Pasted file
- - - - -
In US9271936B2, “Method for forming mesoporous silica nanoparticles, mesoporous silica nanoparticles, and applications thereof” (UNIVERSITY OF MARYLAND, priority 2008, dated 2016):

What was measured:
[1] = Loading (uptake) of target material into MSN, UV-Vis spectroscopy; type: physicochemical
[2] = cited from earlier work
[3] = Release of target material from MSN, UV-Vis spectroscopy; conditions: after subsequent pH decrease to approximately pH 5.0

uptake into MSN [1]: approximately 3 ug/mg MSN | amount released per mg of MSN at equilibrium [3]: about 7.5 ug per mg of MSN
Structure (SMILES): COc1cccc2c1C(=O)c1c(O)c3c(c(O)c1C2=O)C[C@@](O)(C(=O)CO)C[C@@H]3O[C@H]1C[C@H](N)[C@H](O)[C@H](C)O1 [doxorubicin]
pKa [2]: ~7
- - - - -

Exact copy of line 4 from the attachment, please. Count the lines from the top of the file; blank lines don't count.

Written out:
[2] = cited from earlier work